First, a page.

The US senator Robert Menendez, a Democrat from New Jersey, and his wife have been charged with bribery offenses in connection with accepting gold bars, cash and a Mercedes-Benz, among other gifts, in exchange for protecting three businessmen and influencing the government of Egypt.
FBI special agents discovered “a lot of gold” provided by Fred Daibes – a builder, and one of the three businessmen – during a search of the Menendez couple’s home in New Jersey, according to Damian Williams, US attorney for the southern district of New York.
In a press conference on Friday, he said agents discovered approximately $500,000 of cash “stuffed into envelopes and closets”, some of which was “stuffed in the senator’s jacket pockets”.
The FBI also found the Mercedes-Benz car that Jose Uribe, another of the three businessmen and a former insurance agent, had provided the couple, he said.
“We are not done,” said Williams. “And I want to encourage anyone with information to come forward and to come forward quickly.”
Menendez, who has been in the Senate since 2006, and his wife face three criminal counts each, including: conspiracy to commit bribery, conspiracy to commit honest services fraud and conspiracy to commit extortion under color of official right. The senator’s office did not immediately respond to a request for comment.
Menendez, the chair of the US Senate committee on foreign relations, had previously been charged in New Jersey with accepting private flights, campaign contributions and other bribes from a wealthy patron in exchange for official favors, but a 2017 trial ended in a jury deadlock.
The federal government now seeks the forfeiture of assets including the Menendezes’ New Jersey home, a 2019 Mercedez-Benz vehicle, about $566,000 in cash, gold bars and funds from a bank account.
The businessmen in the case – Wael Hana, Uribe and Daibes – were also charged in the scheme.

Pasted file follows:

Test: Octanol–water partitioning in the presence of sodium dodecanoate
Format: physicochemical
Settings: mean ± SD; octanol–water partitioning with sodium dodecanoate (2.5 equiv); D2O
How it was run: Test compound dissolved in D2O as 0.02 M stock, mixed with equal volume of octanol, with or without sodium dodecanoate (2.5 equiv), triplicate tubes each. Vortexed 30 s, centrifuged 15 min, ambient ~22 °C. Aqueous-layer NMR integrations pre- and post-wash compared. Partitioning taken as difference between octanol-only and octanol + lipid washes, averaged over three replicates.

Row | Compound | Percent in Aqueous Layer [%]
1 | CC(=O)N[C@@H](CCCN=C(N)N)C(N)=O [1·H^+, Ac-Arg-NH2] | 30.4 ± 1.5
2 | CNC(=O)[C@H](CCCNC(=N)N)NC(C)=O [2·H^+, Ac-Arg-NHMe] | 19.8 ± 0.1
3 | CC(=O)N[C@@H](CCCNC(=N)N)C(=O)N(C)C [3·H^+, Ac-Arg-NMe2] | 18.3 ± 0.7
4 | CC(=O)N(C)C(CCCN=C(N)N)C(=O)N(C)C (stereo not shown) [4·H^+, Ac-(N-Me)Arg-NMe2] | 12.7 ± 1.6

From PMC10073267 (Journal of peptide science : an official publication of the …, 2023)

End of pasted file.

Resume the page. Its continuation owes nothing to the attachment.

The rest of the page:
Prosecutors said Hana, who is originally from Egypt, arranged dinners and meetings between Menendez and Egyptian officials in 2018 at which the officials pressed Menendez on the status of US military aid. In exchange, Hana put Nadine Menendez on his company’s payroll, prosecutors said.
The New Jersey senator is also alleged to have “improperly pressured” a senior official at the Department of Agriculture to “protect a lucrative monopoly that the government of Egypt had awarded to [Wael] Hana” and that Hana used to “fund certain bribe payments”, Williams said.
The indictment also alleges that Menendez used his power and influence to try to disrupt a criminal investigation and prosecution undertaken by the New Jersey attorney general’s office related to “an associate and relative of [Jose] Uribe”.
Egypt at the time was one of the largest recipients of US military aid, but the state department had withheld $195m in 2017 and canceled an additional $65.7m until the country could demonstrate improvements on human rights and democracy.
Menendez at a meeting in 2018 told Hana non-public information about the status of the aid, prosecutors said. Hana then texted an Egyptian official: “The ban on small arms and ammunition to Egypt has been lifted,” according to an indictment made public on Friday.
Reuters and the Associated Press contributed reporting
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